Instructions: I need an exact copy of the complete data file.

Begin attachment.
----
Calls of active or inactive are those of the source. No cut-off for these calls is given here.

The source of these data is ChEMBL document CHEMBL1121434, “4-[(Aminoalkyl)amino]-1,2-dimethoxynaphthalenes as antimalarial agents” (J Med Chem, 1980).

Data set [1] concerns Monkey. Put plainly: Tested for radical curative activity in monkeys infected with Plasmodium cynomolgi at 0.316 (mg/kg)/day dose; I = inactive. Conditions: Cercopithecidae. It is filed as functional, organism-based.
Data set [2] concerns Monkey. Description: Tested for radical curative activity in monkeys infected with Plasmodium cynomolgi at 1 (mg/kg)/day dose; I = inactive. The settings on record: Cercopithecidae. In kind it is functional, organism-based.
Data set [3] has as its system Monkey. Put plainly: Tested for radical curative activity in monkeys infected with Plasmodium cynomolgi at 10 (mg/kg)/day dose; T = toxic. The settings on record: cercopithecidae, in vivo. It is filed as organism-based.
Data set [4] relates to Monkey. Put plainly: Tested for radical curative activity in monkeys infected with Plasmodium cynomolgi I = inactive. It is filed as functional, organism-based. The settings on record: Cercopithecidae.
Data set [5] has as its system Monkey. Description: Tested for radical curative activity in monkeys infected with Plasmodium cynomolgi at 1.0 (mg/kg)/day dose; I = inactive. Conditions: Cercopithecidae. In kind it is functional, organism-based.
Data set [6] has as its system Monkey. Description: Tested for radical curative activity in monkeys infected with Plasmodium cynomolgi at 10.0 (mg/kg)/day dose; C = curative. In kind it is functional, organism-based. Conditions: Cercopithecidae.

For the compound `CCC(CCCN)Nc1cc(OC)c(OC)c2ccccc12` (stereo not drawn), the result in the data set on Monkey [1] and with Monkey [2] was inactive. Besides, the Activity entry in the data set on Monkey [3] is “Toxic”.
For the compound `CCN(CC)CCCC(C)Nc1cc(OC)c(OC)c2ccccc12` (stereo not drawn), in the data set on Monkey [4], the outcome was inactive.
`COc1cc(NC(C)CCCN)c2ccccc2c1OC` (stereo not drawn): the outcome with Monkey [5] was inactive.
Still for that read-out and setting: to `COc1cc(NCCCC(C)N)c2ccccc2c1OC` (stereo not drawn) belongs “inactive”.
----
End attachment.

Calls of active or inactive are those of the source. No cut-off for these calls is given here.

The source of these data is ChEMBL document CHEMBL1121434, “4-[(Aminoalkyl)amino]-1,2-dimethoxynaphthalenes as antimalarial agents” (J Med Chem, 1980).

Data set [1] concerns Monkey. Put plainly: Tested for radical curative activity in monkeys infected with Plasmodium cynomolgi at 0.316 (mg/kg)/day dose; I = inactive. Conditions: Cercopithecidae. It is filed as functional, organism-based.
Data set [2] concerns Monkey. Description: Tested for radical curative activity in monkeys infected with Plasmodium cynomolgi at 1 (mg/kg)/day dose; I = inactive. The settings on record: Cercopithecidae. In kind it is functional, organism-based.
Data set [3] has as its system Monkey. Put plainly: Tested for radical curative activity in monkeys infected with Plasmodium cynomolgi at 10 (mg/kg)/day dose; T = toxic. The settings on record: cercopithecidae, in vivo. It is filed as organism-based.
Data set [4] relates to Monkey. Put plainly: Tested for radical curative activity in monkeys infected with Plasmodium cynomolgi I = inactive. It is filed as functional, organism-based. The settings on record: Cercopithecidae.
Data set [5] has as its system Monkey. Description: Tested for radical curative activity in monkeys infected with Plasmodium cynomolgi at 1.0 (mg/kg)/day dose; I = inactive. Conditions: Cercopithecidae. In kind it is functional, organism-based.
Data set [6] has as its system Monkey. Description: Tested for radical curative activity in monkeys infected with Plasmodium cynomolgi at 10.0 (mg/kg)/day dose; C = curative. In kind it is functional, organism-based. Conditions: Cercopithecidae.

For the compound `CCC(CCCN)Nc1cc(OC)c(OC)c2ccccc12` (stereo not drawn), the result in the data set on Monkey [1] and with Monkey [2] was inactive. Besides, the Activity entry in the data set on Monkey [3] is “Toxic”.
For the compound `CCN(CC)CCCC(C)Nc1cc(OC)c(OC)c2ccccc12` (stereo not drawn), in the data set on Monkey [4], the outcome was inactive.
`COc1cc(NC(C)CCCN)c2ccccc2c1OC` (stereo not drawn): the outcome with Monkey [5] was inactive.
Still for that read-out and setting: to `COc1cc(NCCCC(C)N)c2ccccc2c1OC` (stereo not drawn) belongs “inactive”.